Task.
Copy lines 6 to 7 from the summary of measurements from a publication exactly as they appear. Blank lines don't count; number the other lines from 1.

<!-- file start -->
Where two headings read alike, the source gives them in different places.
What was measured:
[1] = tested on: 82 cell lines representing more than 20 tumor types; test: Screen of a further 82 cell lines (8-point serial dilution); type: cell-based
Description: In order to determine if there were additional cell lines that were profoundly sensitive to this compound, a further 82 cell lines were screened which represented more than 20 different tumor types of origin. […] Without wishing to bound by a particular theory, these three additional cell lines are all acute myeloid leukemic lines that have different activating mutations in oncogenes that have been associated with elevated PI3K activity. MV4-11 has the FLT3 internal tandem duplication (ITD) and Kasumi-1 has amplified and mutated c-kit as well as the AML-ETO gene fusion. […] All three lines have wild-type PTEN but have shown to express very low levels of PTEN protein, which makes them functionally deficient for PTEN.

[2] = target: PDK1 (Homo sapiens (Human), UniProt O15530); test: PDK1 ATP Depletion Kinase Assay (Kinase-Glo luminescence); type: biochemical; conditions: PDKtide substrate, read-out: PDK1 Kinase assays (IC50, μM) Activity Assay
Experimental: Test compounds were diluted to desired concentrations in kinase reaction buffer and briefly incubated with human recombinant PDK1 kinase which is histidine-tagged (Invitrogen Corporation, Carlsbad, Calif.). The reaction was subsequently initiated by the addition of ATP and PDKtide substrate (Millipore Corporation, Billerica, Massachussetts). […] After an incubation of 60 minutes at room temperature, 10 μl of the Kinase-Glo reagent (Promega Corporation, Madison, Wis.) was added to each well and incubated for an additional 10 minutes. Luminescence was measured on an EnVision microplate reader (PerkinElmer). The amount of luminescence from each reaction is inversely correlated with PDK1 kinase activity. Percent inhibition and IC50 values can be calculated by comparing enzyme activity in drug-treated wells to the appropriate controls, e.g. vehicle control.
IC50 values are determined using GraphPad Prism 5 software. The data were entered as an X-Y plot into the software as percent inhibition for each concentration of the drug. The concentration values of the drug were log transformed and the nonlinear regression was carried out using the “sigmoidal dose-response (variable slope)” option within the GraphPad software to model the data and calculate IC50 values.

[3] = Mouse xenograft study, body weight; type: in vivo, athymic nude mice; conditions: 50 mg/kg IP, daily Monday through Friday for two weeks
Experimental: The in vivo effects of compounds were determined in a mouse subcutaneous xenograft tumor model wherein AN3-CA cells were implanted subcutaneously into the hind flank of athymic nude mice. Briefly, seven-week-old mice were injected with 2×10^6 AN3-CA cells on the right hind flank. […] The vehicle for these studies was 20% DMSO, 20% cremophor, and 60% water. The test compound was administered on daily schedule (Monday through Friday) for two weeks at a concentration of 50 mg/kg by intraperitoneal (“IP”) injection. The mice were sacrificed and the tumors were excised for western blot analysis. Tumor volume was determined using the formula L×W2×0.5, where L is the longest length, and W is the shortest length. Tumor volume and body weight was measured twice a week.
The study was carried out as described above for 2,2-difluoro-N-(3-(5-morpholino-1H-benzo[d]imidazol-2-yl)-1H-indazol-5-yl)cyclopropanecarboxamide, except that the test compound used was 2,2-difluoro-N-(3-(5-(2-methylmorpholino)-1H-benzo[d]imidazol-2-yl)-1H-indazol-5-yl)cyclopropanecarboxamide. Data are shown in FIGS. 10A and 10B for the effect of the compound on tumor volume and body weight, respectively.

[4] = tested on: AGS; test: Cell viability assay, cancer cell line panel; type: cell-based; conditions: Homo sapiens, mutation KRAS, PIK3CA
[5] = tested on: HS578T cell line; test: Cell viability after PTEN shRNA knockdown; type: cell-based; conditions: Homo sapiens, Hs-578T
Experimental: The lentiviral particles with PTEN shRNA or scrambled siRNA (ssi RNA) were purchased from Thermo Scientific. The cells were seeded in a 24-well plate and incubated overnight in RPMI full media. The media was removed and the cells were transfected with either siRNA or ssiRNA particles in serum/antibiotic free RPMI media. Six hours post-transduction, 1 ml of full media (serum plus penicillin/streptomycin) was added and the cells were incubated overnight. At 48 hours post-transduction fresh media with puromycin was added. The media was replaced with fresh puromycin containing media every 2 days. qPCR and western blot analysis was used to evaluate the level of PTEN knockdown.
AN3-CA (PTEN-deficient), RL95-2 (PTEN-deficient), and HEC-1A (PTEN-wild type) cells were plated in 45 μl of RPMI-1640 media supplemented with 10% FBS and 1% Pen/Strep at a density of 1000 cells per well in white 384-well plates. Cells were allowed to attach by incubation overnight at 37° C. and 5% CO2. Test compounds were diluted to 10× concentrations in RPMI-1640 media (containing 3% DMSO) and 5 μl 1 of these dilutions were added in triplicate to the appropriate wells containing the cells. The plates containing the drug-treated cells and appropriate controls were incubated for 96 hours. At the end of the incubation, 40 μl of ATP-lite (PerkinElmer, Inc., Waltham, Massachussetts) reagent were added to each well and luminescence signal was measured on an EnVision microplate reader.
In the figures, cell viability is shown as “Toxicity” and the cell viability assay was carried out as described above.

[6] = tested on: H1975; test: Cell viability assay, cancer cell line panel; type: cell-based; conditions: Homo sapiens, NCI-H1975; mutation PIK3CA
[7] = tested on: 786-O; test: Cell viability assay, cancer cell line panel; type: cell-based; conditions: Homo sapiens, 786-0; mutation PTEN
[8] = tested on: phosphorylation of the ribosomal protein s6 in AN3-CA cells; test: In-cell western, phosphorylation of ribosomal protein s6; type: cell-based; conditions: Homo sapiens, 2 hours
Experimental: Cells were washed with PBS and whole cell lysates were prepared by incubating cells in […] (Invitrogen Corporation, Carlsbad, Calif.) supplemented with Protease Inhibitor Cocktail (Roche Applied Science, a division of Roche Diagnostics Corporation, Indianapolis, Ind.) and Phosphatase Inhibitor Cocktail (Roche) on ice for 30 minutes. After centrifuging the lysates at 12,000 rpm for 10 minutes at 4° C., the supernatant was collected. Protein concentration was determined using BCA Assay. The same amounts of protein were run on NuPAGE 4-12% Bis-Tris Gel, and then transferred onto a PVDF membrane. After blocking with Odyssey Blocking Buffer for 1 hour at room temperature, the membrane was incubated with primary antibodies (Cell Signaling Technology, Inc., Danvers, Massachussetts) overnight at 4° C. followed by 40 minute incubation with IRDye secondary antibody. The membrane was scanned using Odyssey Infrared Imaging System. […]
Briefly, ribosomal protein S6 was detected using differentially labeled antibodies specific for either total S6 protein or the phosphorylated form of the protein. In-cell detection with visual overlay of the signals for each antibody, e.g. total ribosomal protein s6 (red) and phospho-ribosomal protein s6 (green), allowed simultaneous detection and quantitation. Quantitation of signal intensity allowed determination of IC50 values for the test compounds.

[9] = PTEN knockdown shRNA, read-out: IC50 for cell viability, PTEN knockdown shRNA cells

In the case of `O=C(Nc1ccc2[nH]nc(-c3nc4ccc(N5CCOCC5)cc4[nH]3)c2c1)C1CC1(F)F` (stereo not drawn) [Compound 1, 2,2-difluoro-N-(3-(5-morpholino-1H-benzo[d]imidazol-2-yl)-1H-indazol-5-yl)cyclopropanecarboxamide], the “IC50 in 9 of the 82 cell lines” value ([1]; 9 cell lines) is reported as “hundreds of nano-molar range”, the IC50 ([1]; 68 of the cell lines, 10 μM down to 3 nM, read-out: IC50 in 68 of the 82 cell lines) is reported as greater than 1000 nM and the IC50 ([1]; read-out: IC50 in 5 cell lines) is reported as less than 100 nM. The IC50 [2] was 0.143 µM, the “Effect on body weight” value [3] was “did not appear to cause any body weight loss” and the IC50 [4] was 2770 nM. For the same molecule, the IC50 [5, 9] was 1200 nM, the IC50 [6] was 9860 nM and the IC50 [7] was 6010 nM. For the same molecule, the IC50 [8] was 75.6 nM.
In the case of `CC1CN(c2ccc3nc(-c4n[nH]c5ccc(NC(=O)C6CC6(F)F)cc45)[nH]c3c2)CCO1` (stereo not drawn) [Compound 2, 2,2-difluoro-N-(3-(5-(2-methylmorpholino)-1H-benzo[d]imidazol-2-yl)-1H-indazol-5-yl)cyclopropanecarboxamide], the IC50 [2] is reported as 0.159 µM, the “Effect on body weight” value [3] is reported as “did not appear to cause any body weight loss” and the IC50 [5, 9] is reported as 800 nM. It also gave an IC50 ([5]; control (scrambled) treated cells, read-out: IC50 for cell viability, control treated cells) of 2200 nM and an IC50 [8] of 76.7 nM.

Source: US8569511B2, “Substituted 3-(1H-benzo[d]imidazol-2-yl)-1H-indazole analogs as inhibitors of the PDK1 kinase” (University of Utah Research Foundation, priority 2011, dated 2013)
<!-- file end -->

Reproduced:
Experimental: Test compounds were diluted to desired concentrations in kinase reaction buffer and briefly incubated with human recombinant PDK1 kinase which is histidine-tagged (Invitrogen Corporation, Carlsbad, Calif.). The reaction was subsequently initiated by the addition of ATP and PDKtide substrate (Millipore Corporation, Billerica, Massachussetts). […] After an incubation of 60 minutes at room temperature, 10 μl of the Kinase-Glo reagent (Promega Corporation, Madison, Wis.) was added to each well and incubated for an additional 10 minutes. Luminescence was measured on an EnVision microplate reader (PerkinElmer). The amount of luminescence from each reaction is inversely correlated with PDK1 kinase activity. Percent inhibition and IC50 values can be calculated by comparing enzyme activity in drug-treated wells to the appropriate controls, e.g. vehicle control.
IC50 values are determined using GraphPad Prism 5 software. The data were entered as an X-Y plot into the software as percent inhibition for each concentration of the drug. The concentration values of the drug were log transformed and the nonlinear regression was carried out using the “sigmoidal dose-response (variable slope)” option within the GraphPad software to model the data and calculate IC50 values.